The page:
# Inequality

A relation connecting two real numbers and by one of the symbols (less than), (less than or equal to), (greater than), (greater than or equal to), (unequal to), that is,

Sometimes several inequalities are written together, for example,

Inequalities have many properties in common with equalities. Thus, an inequality remains valid if one and the same number is added to (or subtracted from) both sides. Also, both sides can be multiplied by one and the same positive number. However, if both sides are multiplied by a negative number, the sign of an inequality is changed into the opposite (that is, is replaced by and by ). From and it follows that and , that is, inequalities with equal signs ( and ) can be added term-by-term, and inequalities with opposite signs ( and ) subtracted term-by-term. If , , , and are positive, then and imply and , that is, inequalities with equal signs (between positive numbers) can be multiplied term-by-term and inequalities with opposite signs can be divided term-by-term.

Inequalities in which there occur quantities that can take distinct numerical values may be true for some such values and false for others. For example, the inequality is true for and false for . For inequalities of this kind the question arises of their solution, that is, of the bounds within which one must take the quantities occurring in the inequality so as to make it valid. Thus, by writing in the form one observes that it is true for all with or , which are then the solutions of the given inequality.

Below some inequalities that hold identically in some range of variation of the variables occurring in them are given.

1) Inequality for the absolute value. For any real or complex numbers :

2) Inequality for means. There are well-known inequalities connecting the harmonic, geometric, arithmetic, and quadratic mean (cf. Arithmetic mean; Geometric mean; Harmonic mean; Quadratic mean):

Here all the numbers must be positive.

3) Inequalities for sums and their integral analogues. Such are, for example, the Bunyakovskii inequality, the Hölder inequality, the Hilbert inequality, and the Cauchy inequality.

4) Inequalities for powers of numbers. Here the best known is the Minkowski inequality and its generalizations to the case of series and integrals.

5) Inequalities for certain classes of sequences and functions. Examples are the Chebyshev inequality for monotone sequences and the Jensen inequality for convex functions.

6) Inequalities for determinants. For example, Hadamard's inequality, see Hadamard theorem on determinants.

7) Linear inequalities. One considers a system of inequalities of the form

The set of solutions of this system of inequalities is a certain convex polyhedron in the -dimensional space ; the task of the theory of linear inequalities (cf. Linear inequality) consists in the study of properties of this polyhedron.

Inequalities are of substantial value in all branches of mathematics. In number theory an entire section, Diophantine approximations, is completely based on inequalities; analytic number theory also operates frequently with inequalities (see, for example, Vinogradov estimates). In geometry, inequalities occur in the theory of convex bodies and in the isoperimetric problem (see Isoperimetric inequality; Isoperimetric inequality, classical). In probability theory many laws are stated by means of inequalities (see, for example, Chebyshev inequality in probability theory and its generalization, the Kolmogorov inequality). In the theory of differential equations one uses so-called differential inequalities (cf. Differential inequality). In function theory and approximation theory one uses various inequalities for derivatives of polynomials and trigonometric polynomials (see, for example, Bernstein inequality, Jackson inequality); on inequalities connected with the imbedding of classes of differentiable functions, see Kolmogorov inequality; Imbedding theorems. In functional analysis, in the definition of the norm in a function space, one requires the norm to satisfy the triangle inequality . Many classical inequalities determine in essence the value of the norm of a linear functional or linear operator in one space or another or give estimates for them (see, for example, Bessel inequality; Minkowski inequality). In computational mathematics inequalities are used to estimate errors in the approximate solution of a problem.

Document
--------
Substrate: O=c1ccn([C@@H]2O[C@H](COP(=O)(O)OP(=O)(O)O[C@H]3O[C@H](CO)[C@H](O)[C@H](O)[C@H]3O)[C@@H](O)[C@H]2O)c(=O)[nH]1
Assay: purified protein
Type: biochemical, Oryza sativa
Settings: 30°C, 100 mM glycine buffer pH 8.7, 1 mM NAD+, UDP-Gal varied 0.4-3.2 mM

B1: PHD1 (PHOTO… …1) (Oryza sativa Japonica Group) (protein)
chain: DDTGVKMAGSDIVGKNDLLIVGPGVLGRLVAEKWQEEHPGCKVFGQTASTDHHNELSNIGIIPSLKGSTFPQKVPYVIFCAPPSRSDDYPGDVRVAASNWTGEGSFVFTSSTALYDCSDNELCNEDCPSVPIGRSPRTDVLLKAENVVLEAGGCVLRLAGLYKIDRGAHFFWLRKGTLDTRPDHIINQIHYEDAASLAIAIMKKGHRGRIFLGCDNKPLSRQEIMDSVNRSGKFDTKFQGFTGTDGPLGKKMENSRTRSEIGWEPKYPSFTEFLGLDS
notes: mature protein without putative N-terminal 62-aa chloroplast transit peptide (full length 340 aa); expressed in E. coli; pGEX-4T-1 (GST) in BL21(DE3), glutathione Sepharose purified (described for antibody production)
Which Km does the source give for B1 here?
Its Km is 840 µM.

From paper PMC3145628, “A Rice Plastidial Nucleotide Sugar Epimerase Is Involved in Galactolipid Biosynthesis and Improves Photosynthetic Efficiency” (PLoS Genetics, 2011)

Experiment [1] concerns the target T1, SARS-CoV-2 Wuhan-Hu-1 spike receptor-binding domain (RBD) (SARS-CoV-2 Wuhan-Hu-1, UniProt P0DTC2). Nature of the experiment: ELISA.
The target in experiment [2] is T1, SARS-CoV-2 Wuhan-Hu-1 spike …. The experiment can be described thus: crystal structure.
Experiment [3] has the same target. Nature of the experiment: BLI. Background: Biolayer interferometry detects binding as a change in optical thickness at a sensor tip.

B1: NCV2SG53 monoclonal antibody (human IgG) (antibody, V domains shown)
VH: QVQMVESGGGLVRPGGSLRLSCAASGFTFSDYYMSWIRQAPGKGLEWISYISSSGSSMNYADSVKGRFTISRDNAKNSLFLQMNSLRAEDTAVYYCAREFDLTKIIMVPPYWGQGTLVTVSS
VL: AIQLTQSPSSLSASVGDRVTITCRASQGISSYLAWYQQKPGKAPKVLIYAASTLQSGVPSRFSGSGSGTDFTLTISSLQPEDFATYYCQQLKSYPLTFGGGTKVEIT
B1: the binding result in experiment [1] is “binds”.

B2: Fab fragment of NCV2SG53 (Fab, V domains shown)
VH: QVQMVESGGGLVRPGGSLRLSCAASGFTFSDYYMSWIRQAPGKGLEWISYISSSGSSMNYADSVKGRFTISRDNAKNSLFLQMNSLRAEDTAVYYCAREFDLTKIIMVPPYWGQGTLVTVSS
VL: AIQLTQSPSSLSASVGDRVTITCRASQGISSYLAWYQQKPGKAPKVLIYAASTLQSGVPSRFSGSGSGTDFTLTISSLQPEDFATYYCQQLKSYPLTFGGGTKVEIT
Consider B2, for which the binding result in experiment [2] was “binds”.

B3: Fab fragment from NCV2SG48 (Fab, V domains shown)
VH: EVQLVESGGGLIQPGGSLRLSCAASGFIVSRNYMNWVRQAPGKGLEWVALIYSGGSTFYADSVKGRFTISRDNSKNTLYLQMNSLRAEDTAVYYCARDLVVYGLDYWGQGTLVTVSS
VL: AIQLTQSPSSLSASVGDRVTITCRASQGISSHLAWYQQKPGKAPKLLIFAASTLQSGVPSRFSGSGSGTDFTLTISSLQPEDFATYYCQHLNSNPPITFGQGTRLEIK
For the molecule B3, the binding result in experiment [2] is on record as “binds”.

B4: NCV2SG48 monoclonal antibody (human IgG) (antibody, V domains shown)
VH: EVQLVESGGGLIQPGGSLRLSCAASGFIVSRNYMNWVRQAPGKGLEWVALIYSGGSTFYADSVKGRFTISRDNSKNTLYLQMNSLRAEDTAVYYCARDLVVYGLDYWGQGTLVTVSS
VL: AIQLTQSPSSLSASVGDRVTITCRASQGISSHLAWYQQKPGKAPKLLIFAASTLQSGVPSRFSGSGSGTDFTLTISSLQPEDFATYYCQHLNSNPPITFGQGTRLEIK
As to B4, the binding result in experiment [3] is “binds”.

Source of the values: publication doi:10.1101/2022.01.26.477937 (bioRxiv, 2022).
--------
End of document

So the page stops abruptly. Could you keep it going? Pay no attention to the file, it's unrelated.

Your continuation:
#### References

[1] | G.H. Hardy, J.E. Littlewood, G. Pólya, "Inequalities" , Cambridge Univ. Press (1934) |

[2] | E.F. Beckenbach, R. Bellman, "Inequalities" , Springer (1961) |

#### Comments

A well-known inequality for the absolute value is the triangle inequality:

for . The inequality stated above in 1) is a generalization of this.

The Bunyakovskii inequality is better known as the Cauchy (Cauchy–Schwarz) inequality.

#### References

[a1] | O. Bottema, R. Djordjević, D.S. Mitrinović, P.M. Vasić, "Geometric inequalities" , Noordhoff (1969) |

[a2] | P.S. Bullen, D.S. Mitrinović, P.M. Vasić, "Means and their inequalities" , Reidel (1988) |

**How to Cite This Entry:**

Inequality. Material from the article "Inequality" in BSE-3 (originator),

*Encyclopedia of Mathematics.*URL: http://www.encyclopediaofmath.org/index.php?title=Inequality&oldid=15617